Musculoskeletal disorders and injuries are conditions that can affect your muscles, bones and joints and are among the most common health issues affecting millions of people worldwide, significantly impacting their quality of life.

Here, we take a look at how musculoskeletal MRI scans play a crucial role in the diagnosis, treatment and prevention of these conditions.


What is a Musculoskeletal MRI?

A musculoskeletal MRI is a non-invasive imaging technique that uses strong magnetic fields and radio waves to produce detailed images of the musculoskeletal system. Unlike X-rays or CT scans, which utilise ionizing radiation, MRI scans rely on magnetic fields, making them a safer option for repeated use. These scans are crucial for visualising bones, muscles, tendons, ligaments, cartilage and other connective tissues in close detail.


Importance of Musculoskeletal MRIs

Musculoskeletal MRIs are invaluable for diagnosing a variety of conditions, including:

  • Injuries: Muscle tears, ligament sprains and tendon strains
  • Arthritis: Identifying and assessing the severity of osteoarthritis and rheumatoid arthritis
  • Bone Disorders: Detecting fractures, bone infections (osteomyelitis) and bone tumours
  • Soft Tissue Conditions: Inflammation, tears and other soft tissue abnormalities
  • Spinal Issues: Identifying herniated discs, spinal stenosis and other spinal problems

By providing high-resolution images, these scans help doctors plan treatments, monitor disease progression and evaluate the effectiveness of interventions.


The MRI Procedure: What to Expect

Here’s our step-by-step overview on what happens during a musculoskeletal MRI:

  • Preparation: You’ll be asked to remove all metal objects (jewellery, watches, etc) as they can interfere with the magnetic field. You may need to change into a hospital gown.
  • Positioning: You’ll lie on a moveable table that slides into the MRI machine. In the case of Upright MRI; this would be in one of their state of the art upright or open scanners (as opposed to the conventional ‘tunnel’ designs); specifically beneficial for scans of the spine or other joints of the body that are symptomatic in specific weight bearing positions.
  • During the scan: The MRI machine produces loud tapping or thumping sounds, so you’ll be given earplugs or headphones. Staying still is crucial to obtain clear images. The technologist will communicate with you via an intercom system.
  • Contrast Agents: Sometimes, a contrast agent (gadolinium) is injected to enhance the images. This helps highlight specific tissues and abnormalities.
  • Duration: The scan usually takes between 30-60 minutes, depending on the complexity.


Key Benefits:
  • Non-Invasive: No surgery or biopsies are needed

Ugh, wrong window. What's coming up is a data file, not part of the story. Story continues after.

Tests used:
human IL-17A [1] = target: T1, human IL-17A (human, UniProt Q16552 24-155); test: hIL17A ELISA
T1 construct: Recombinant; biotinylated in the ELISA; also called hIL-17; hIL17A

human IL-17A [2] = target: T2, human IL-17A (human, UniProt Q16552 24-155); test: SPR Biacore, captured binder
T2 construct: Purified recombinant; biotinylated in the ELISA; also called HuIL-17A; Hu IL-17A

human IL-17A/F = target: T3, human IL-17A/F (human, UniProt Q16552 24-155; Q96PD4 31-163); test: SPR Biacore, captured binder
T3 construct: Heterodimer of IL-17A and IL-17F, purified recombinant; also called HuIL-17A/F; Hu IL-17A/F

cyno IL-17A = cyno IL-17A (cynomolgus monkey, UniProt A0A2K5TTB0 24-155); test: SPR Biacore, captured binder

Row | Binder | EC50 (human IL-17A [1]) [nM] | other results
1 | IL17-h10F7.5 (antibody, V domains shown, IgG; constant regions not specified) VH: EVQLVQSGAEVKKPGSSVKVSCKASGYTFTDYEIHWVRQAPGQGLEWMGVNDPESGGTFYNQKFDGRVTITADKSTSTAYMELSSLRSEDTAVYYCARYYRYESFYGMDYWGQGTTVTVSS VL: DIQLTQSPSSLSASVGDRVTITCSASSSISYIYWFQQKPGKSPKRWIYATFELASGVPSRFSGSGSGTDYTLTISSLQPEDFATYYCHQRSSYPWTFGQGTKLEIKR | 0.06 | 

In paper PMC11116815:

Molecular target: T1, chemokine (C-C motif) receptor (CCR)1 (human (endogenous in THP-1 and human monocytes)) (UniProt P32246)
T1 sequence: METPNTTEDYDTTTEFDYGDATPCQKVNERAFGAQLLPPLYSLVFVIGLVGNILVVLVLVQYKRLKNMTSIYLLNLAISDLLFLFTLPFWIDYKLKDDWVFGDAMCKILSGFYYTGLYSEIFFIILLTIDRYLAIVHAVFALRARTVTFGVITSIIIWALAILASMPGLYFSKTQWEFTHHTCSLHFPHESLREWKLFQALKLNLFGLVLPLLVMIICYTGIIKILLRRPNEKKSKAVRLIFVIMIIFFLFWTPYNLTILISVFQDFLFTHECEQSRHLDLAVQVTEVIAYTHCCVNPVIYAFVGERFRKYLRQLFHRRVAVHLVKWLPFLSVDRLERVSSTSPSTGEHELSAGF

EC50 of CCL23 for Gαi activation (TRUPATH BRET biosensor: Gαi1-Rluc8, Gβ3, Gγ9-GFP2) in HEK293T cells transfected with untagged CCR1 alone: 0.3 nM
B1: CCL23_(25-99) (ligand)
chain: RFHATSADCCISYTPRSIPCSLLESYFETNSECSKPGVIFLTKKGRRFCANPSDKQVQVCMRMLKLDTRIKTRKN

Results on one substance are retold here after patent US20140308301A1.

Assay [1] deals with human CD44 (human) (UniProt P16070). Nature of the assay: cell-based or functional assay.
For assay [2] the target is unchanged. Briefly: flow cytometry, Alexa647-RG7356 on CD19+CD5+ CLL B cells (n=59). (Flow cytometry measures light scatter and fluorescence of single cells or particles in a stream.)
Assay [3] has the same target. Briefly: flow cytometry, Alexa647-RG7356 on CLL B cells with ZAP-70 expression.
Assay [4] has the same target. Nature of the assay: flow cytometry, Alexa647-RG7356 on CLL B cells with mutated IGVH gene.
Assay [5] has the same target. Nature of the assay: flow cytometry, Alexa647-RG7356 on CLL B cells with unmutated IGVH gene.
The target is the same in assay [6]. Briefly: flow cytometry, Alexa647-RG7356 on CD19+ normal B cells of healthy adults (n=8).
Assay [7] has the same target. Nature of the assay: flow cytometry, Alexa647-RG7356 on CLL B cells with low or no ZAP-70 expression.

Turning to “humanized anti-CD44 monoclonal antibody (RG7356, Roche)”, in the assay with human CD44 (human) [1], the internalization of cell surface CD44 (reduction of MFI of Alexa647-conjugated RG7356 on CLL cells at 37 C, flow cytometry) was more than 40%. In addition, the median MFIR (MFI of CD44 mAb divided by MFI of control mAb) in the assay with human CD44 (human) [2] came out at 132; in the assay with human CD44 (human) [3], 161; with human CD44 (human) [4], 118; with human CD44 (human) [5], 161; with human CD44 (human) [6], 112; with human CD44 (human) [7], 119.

• Detailed Imaging: Superior soft tissue contrast compared to other imaging modalities.
  • No Radiation: Safe for repeated use, suitable for children and pregnant women.


While an MRI’s primary role is in diagnosing and managing existing conditions, there is growing recognition of the benefits of preventative screening using MRI technology…


The Role of Preventative Screening

Preventative screening with musculoskeletal MRI scans is an emerging concept that offers several potential benefits:

  • Early Detection: Identifying conditions such as stress fractures, early-stage arthritis and minor soft tissue injuries before they become more serious.
  • Personalised Medicine: Tailoring prevention strategies and treatments based on detailed imaging results.
  • Enhanced Performance: For athletes, early detection of minor injuries can prevent them from worsening, ensuring optimal performance and longevity in their careers.
  • Cost Savings: Early intervention can reduce the need for more extensive and expensive treatments down the line.

Musculoskeletal MRI scans are not only essential for diagnosing and managing existing conditions but also hold significant potential in preventative health care. By catching issues early, it allows individuals to take proactive steps to maintain their musculoskeletal health, improve quality of life and potentially avoid more severe complications.

Here at Upright MRI, Upright/Open MRI scanner designs provide alternative means of accessing this technology compared to the more traditional closed bore design systems and are often the preferred choice of patients. By design these are more open and less invasive, providing more space within them for a more comfortable experience.


Enquire for a Scan at Upright MRI

If you or someone you know needs to get a scan as soon as possible, Upright MRI can help. We accept private patient and NHS patient referrals for open upright MRI scans at our clinics in Central London, Leeds and Birmingham.  You don’t even require a referral but you can simply self-refer online.

Read our FAQ page if you have questions about our procedures and fill out our enquiry form for consultations and other concerns.

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